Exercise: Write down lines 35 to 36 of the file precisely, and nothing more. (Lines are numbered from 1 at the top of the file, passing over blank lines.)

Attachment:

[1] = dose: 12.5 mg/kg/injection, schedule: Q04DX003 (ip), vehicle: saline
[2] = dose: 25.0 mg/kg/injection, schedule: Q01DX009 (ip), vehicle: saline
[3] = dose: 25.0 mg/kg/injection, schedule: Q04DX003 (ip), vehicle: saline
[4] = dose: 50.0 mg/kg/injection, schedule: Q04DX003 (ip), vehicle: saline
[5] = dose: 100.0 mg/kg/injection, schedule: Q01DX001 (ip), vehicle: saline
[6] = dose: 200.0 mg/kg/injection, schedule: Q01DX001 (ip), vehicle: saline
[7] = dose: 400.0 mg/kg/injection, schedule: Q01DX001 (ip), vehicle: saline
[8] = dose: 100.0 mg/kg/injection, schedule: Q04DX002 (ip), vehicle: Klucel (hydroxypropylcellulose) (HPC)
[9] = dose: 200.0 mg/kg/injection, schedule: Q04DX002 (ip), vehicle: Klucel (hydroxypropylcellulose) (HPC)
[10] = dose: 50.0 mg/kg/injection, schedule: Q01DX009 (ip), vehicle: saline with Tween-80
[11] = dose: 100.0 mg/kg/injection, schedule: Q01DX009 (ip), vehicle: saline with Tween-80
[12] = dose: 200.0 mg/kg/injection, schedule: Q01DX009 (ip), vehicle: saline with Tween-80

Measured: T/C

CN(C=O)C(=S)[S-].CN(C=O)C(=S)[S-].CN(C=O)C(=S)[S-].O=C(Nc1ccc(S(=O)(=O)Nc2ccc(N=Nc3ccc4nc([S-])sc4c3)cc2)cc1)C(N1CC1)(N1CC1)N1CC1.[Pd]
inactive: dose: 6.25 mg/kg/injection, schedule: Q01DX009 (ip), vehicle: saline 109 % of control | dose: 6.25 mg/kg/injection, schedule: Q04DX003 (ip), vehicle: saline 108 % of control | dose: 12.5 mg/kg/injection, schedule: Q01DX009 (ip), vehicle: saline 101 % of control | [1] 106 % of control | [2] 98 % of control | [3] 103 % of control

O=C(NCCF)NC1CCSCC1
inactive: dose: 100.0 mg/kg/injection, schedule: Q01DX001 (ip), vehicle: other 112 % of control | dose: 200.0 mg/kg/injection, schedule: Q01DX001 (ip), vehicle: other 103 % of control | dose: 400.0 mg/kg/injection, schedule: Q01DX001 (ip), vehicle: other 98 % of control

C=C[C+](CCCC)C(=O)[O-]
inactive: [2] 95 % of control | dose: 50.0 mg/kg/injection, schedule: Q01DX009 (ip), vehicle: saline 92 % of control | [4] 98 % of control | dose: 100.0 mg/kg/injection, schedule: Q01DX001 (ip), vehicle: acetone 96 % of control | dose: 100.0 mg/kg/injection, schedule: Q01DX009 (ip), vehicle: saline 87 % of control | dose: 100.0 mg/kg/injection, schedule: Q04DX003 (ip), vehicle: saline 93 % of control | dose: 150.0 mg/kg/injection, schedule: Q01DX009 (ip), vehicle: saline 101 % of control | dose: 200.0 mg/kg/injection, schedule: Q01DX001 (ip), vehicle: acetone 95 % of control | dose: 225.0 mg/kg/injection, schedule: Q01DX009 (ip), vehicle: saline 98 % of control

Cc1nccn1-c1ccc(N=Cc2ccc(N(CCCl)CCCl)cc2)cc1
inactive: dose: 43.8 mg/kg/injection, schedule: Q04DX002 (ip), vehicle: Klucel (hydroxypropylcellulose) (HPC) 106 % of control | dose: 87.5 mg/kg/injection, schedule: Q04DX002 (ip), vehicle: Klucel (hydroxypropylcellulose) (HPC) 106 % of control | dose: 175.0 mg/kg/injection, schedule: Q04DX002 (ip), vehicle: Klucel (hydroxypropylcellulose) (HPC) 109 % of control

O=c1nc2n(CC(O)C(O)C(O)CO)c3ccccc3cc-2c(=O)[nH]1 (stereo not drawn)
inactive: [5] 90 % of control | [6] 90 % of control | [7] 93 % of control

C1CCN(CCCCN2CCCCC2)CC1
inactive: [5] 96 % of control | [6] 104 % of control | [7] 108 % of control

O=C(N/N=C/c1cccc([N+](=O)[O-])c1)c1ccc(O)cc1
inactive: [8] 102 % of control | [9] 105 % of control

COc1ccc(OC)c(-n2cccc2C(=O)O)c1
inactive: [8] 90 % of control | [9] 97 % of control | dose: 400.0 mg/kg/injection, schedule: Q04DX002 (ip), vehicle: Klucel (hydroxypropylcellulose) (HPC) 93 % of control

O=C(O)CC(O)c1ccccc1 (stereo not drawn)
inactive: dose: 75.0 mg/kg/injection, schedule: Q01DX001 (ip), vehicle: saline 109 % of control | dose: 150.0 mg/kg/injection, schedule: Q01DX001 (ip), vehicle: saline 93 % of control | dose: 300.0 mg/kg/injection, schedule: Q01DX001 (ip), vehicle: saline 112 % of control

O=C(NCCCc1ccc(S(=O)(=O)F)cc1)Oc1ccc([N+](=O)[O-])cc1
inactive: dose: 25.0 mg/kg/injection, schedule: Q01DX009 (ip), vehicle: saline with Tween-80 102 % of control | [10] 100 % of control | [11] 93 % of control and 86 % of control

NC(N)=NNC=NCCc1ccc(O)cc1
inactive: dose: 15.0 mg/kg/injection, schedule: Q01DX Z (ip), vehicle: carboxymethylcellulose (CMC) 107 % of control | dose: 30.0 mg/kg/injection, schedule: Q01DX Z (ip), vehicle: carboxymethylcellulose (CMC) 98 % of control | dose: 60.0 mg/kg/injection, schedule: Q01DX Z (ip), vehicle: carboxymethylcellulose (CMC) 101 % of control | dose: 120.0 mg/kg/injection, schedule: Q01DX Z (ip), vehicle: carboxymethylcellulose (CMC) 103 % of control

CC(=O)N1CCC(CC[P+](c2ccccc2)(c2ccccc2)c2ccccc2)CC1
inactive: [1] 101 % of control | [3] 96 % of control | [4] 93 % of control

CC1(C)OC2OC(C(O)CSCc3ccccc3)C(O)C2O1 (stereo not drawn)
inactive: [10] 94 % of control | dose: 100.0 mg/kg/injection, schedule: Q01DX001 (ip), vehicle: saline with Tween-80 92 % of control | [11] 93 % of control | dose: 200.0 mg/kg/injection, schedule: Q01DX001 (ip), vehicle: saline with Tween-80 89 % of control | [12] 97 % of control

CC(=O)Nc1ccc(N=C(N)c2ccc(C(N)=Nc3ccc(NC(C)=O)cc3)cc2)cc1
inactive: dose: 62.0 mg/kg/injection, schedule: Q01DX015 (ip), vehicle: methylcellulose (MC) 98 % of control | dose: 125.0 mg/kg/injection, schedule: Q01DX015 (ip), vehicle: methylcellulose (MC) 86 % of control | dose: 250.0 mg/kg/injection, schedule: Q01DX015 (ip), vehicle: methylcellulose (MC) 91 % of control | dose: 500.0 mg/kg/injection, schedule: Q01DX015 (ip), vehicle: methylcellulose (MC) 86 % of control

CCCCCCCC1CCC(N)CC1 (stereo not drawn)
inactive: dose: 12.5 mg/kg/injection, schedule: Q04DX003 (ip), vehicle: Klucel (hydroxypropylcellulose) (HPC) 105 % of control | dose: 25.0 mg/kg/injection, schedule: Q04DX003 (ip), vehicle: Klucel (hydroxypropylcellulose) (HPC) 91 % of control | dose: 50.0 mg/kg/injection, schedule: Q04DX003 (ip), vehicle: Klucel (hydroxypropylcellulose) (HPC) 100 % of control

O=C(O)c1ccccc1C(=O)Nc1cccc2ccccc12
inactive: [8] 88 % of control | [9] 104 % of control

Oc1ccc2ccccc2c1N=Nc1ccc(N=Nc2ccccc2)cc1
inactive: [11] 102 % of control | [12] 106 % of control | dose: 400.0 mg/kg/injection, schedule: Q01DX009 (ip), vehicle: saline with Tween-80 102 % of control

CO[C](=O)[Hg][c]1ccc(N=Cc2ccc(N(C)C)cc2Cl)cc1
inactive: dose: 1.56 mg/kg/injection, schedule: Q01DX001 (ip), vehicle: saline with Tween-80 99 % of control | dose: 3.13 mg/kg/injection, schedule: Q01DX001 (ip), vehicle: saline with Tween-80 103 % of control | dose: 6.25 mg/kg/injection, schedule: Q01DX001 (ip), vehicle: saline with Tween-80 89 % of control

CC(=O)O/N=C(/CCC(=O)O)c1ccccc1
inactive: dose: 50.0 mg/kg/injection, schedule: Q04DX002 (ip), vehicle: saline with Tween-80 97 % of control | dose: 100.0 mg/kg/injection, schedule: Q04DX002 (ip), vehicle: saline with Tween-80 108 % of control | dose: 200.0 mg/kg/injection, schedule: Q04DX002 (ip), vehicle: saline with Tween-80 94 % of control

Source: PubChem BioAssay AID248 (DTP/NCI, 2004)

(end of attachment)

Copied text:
inactive: dose: 15.0 mg/kg/injection, schedule: Q01DX Z (ip), vehicle: carboxymethylcellulose (CMC) 107 % of control | dose: 30.0 mg/kg/injection, schedule: Q01DX Z (ip), vehicle: carboxymethylcellulose (CMC) 98 % of control | dose: 60.0 mg/kg/injection, schedule: Q01DX Z (ip), vehicle: carboxymethylcellulose (CMC) 101 % of control | dose: 120.0 mg/kg/injection, schedule: Q01DX Z (ip), vehicle: carboxymethylcellulose (CMC) 103 % of control

CC(=O)N1CCC(CC[P+](c2ccccc2)(c2ccccc2)c2ccccc2)CC1